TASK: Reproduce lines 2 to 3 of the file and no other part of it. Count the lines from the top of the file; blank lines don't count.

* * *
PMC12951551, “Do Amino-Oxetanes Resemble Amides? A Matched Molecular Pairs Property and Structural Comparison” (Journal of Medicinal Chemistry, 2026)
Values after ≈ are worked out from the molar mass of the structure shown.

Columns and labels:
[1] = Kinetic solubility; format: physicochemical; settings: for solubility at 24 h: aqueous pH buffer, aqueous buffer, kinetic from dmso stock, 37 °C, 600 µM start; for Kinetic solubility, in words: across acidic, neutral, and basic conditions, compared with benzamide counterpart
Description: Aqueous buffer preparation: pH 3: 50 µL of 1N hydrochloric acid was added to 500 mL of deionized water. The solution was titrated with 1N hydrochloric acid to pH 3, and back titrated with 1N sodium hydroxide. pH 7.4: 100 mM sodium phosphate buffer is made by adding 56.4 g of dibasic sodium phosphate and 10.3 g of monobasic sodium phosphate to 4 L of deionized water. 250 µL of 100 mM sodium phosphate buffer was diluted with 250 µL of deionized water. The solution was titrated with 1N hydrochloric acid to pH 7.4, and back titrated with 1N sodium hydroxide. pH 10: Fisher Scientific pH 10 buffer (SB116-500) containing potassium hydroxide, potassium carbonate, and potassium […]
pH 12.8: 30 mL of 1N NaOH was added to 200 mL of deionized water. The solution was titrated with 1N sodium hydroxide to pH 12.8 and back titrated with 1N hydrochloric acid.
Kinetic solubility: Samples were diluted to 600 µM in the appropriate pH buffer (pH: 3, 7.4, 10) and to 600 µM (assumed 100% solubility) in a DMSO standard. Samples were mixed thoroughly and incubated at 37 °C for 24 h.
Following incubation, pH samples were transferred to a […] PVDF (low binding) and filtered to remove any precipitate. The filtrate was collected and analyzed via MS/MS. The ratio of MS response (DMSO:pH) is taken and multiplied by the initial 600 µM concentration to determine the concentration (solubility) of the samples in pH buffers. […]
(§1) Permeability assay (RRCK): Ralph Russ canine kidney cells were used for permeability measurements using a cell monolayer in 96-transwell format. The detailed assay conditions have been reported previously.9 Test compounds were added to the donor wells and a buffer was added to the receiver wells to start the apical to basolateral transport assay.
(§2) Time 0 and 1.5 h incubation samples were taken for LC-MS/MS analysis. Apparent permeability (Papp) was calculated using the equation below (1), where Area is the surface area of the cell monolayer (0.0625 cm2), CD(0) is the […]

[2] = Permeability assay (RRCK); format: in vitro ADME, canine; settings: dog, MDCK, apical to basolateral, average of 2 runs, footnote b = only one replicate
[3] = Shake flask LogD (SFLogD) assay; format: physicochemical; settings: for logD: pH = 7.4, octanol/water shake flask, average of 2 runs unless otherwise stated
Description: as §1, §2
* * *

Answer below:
Values after ≈ are worked out from the molar mass of the structure shown.

Columns and labels: